There's no limit to where curiosity and a thirst for adventure can take you, speakers Deborah Wai Kapohe and Denise L'Estrange-Corbet told Whanganui UCOL graduates..
More than 300 students put gowns on to collect certificates, diplomas or degrees in two ceremonies at the Prince Edward Auditorium in Wanganui on Thursday.
The morning session was for business, hairdressing and other students while the biggest contingent came from catering (71 students) and business and computing (29).
Wanganui eye health campaigner Mike Webber received a UCOL Council Honours Award there, for his contributions to the community.
The afternoon session was held for nursing, fine arts, fashion and other students.
There were 22 Bachelor of Nursing graduates - one of the largest groups.
Twenty of them already have jobs - mainly with Whanganui District Health Board.
Fifteen graduates also received their Diplomas in Enrolled Nursing - a new course at Whanganui UCOL.
There were also 15 Bachelor of Fashion graduates and eight Bachelor of Fine Arts graduates.
The guest speaker was Wanganui District Council arts co-ordinator Deborah Wai Kapohe, who talked about her adventures in education.
Her childhood had its challenges, she said, because she was browner than most of her peers and was brought up by her Pakeha mother in Invercargill.
At 9, she first heard Beethoven, and her world turned from dull grey to glorious through the "passionate but structured" music.
By 14, she said she was uncontrollable at school, except for her interest in music.
She said she wagged classes to practise in the music rooms and was allowed to go to Otago University weekly for tuition. Then it was off to university, to study classical guitar and Italian.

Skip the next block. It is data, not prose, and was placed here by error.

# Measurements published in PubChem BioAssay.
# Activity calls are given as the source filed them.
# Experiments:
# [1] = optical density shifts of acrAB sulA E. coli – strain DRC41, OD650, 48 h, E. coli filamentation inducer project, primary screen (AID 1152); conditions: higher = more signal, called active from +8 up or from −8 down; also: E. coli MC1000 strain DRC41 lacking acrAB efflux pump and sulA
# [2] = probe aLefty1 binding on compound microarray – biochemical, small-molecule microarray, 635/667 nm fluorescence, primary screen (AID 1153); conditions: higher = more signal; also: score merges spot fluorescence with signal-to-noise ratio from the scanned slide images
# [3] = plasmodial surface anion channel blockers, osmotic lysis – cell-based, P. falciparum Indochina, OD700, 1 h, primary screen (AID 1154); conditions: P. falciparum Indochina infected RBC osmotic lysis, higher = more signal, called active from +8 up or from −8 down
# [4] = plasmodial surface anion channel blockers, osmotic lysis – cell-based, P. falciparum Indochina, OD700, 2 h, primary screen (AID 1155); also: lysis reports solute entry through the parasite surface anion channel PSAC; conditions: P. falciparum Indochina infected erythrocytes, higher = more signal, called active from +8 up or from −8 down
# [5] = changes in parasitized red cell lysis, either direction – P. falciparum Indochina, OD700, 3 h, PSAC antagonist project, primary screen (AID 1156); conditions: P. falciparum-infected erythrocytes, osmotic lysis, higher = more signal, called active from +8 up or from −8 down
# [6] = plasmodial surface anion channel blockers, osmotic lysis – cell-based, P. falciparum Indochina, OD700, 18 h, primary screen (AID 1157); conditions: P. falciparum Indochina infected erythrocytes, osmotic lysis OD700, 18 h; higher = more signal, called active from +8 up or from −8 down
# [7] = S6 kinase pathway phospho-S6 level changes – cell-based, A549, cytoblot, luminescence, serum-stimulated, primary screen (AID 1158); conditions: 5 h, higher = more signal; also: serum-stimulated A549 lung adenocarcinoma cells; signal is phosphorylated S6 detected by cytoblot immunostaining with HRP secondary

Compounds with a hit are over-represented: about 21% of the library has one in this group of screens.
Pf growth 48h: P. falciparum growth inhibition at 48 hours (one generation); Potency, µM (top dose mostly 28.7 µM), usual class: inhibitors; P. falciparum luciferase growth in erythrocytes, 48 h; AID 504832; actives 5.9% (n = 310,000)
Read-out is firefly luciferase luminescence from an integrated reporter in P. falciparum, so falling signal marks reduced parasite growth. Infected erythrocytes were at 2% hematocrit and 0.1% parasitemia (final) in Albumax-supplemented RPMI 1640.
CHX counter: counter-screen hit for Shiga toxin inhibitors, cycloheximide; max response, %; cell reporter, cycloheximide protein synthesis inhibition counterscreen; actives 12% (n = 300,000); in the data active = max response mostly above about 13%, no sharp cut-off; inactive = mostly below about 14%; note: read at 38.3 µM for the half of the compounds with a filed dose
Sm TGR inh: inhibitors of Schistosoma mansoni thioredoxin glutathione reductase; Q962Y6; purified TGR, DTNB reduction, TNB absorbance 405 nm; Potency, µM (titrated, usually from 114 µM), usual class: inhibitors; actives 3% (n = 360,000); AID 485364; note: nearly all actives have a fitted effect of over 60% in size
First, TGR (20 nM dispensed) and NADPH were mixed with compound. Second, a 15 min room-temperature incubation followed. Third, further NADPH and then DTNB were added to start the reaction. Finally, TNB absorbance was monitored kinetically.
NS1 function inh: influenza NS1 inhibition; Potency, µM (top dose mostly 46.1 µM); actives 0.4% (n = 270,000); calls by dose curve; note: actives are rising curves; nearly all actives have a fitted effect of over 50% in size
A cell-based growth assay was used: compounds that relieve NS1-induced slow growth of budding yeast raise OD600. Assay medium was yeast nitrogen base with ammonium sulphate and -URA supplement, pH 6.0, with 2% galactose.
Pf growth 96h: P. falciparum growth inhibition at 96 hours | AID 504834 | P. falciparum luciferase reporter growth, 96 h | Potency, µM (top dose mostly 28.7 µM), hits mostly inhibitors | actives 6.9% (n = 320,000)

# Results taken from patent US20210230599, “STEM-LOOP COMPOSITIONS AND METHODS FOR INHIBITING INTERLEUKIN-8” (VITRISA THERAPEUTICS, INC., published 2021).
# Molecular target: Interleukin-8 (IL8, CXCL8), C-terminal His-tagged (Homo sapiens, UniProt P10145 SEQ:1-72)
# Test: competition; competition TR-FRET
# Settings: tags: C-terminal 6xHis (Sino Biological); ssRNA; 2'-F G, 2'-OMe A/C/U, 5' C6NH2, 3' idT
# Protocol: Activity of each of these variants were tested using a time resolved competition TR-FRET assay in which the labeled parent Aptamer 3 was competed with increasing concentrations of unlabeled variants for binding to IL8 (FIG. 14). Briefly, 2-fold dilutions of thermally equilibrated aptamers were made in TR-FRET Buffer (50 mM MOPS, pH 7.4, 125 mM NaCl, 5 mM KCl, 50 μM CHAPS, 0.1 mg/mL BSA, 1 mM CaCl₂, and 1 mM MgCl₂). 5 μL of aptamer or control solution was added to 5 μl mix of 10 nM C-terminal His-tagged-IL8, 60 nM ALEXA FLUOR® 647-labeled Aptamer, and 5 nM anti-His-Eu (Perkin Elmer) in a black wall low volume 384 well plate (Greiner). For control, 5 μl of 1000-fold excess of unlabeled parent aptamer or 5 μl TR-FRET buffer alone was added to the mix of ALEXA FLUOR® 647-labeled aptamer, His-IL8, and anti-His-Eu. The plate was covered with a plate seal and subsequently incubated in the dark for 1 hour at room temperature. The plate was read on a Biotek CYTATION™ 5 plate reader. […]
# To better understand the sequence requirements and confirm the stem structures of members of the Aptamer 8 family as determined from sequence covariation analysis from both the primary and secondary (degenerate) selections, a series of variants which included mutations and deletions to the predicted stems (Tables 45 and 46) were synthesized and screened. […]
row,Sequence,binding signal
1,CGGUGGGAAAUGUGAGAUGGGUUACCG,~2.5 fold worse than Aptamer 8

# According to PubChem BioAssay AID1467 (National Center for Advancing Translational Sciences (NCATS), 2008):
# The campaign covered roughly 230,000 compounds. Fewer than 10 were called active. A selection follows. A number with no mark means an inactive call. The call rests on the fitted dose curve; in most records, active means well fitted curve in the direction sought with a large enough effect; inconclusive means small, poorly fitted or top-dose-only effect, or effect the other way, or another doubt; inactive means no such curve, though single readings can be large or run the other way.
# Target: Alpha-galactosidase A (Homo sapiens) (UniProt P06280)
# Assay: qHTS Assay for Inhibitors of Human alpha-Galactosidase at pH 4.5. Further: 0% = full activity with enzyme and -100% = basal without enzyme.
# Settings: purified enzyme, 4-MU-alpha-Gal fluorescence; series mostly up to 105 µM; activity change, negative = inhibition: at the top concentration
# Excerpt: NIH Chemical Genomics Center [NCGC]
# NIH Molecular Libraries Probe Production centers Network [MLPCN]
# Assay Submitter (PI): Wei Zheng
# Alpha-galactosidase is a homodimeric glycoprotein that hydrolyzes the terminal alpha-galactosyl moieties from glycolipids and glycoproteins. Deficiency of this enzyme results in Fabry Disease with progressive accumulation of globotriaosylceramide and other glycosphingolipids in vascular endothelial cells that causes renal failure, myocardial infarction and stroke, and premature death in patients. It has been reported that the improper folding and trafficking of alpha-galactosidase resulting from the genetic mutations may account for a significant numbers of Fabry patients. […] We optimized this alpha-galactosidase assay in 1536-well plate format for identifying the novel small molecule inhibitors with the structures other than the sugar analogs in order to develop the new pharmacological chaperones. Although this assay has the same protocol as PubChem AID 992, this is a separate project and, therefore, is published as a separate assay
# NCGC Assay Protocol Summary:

She fell in love with her Italian professor and stayed in Italy until she was just beginning to dream in Italian. Then a combination of curiosity and free education got her two further degrees, in music and law.
"This is where education can lead you. May this be the beginning of a wonderful journey," she told the graduates.
Like Mr Webber, Denise L'Estrange-Corbet was given a UCOL Council Honours Award for her contribution to the community. She's the co-founder of WORLD, the country's most progressive fashion label.
It has 10 New Zealand stores and shows work during fashion weeks in six countries.
Ms L'Estrange-Corbet also lectures and writes on fashion and business and supports a string of charities.
She said she was delighted to receive the award, because her previous biggest academic achievements were lifesaving badges gained by doggedly swimming round and round the school pool. "I'm from an extended family of underachievers and criminals who see success as being above your station," she said.
But she encouraged the graduates to aim high.
"Nothing is impossible, and everything has a consequence."
In her closing remarks, UCOL deputy chief executive Clare Crawley choked back tears as she spoke of fashion student Dearna McLauchlin, who died recently after collapsing in a Palmerston North bar. Ms McLauchlin's brother was at the ceremony to accept her qualification.